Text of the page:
The Israeli Supreme Court rejected on Thursday a petition by the Israeli Gay, Lesbian, Bisexual and Transgender Association to recognize same-sex marriage.
Justices Elyakim Rubinstein (former deputy to the president), Neal Hendel and Anat Baron rejected the claim made in the petition that according to interpretations of the Basic Law: Human Dignity and Liberty, same-sex marriage should be recognized, and stated that there is no contradiction in the state’s current position regarding this issue.
The justices added that it is up to the legislators to determine regarding this matter, and not the Supreme Court.
It was stated in the verdict that because the Israeli law sees the rabbinical courts as the only authority when it comes to Jewish marriage in Israel, the appeal is wrong in its basis, because the Supreme Court is a civil court, and not a rabbinical one.
“Essentially, the petitioners are asking from the court to recognize same-sex marriage via legislation, despite the fact that they are not recognized by the Israeli law,” the verdict reads.
“On the matter of recognizing marriage that was not conducted in accordance to the religious law - and same-sex marriage among it - it was ruled [by the court] in the past that it is better that the issue would be determined by the legislative branch.”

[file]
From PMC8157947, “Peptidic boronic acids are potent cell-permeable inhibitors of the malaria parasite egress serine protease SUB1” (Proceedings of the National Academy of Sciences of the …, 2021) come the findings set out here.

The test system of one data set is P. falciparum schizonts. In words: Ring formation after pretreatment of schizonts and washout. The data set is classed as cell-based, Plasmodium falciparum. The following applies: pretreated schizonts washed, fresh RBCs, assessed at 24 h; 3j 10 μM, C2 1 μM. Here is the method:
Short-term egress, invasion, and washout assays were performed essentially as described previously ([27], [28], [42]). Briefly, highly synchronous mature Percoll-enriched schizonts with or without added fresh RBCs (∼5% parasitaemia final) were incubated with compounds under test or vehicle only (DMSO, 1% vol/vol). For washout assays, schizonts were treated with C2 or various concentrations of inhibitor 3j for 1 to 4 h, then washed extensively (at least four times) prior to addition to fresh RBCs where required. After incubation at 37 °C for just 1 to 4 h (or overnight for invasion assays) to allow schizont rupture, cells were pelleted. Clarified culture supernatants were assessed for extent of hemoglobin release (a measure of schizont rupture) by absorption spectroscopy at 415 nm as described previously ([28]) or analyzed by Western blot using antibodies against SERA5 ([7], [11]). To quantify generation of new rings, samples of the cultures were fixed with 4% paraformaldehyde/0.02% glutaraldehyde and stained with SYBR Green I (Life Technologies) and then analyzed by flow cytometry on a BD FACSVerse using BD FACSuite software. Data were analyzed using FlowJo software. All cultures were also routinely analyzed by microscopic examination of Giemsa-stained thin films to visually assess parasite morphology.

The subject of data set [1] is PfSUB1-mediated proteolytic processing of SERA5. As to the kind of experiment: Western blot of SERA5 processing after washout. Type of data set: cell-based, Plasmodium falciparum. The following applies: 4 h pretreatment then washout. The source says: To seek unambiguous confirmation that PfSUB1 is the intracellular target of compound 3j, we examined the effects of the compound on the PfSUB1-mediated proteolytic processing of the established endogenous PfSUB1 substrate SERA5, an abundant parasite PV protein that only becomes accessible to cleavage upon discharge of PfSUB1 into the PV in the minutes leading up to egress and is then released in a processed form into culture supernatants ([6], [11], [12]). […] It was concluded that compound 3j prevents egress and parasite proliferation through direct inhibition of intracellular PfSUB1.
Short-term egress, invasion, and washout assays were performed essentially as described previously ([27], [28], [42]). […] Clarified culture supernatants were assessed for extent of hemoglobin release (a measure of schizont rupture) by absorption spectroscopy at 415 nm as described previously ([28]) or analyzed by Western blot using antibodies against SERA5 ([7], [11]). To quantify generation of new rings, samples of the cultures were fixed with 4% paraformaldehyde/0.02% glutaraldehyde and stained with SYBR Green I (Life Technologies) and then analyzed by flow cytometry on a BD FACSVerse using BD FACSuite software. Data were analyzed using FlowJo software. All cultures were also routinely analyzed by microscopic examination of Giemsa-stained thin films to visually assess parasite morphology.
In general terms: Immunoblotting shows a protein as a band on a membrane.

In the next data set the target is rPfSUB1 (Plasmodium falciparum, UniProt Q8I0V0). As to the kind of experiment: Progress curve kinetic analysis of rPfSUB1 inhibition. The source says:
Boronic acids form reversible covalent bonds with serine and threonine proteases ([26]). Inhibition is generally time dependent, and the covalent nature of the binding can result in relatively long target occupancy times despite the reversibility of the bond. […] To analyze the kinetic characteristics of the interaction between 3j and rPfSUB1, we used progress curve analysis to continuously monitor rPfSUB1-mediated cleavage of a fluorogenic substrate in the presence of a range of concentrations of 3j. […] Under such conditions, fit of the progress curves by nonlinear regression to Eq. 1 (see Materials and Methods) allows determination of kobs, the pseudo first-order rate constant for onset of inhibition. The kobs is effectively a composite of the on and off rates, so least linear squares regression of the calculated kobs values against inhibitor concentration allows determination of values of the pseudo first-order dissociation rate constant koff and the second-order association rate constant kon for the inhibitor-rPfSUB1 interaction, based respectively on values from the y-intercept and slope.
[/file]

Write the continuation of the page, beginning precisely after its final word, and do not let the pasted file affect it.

The justices mentioned in the verdict that they are aware of the trend of recognizing same-sex marriage in the western world, and that in some countries - like the US - it was done through a Supreme Court decision. However, they stated that in most world counties, such as Canada, France, Spain, New Zealand and Sweden, it was done through the parliament.
- How Religiously Free is The Arab World's Most Democratic Country?
- Pinkwashing Syria's War? Why the 'First LGBT Unit Fighting ISIS' is Not What it Seems
Chen Arieli, chairwoman of the Israeli Gay, Lesbian, Bisexual and Transgender Association, said that it is saddening that in such an important case, the Supreme Court decided to hand the issue back to the legislator and make it a political one.
“The history of the LGBT struggle in Israel shows the importance of legal precedences, and we have nothing but to be sorry about this decision,” she said.
“However, it is important to read between the lines and see the message from the justices decisions - it indicates unequivocally on the discrimination and the injustice in the current situation,” she added.
Arieli said that her struggle will continue. As the protests regarding the issue of same-sex adoption succeeded, activists will now shift their efforts to influence politicians on the issue of marriage.
This article has been adapted from its original source.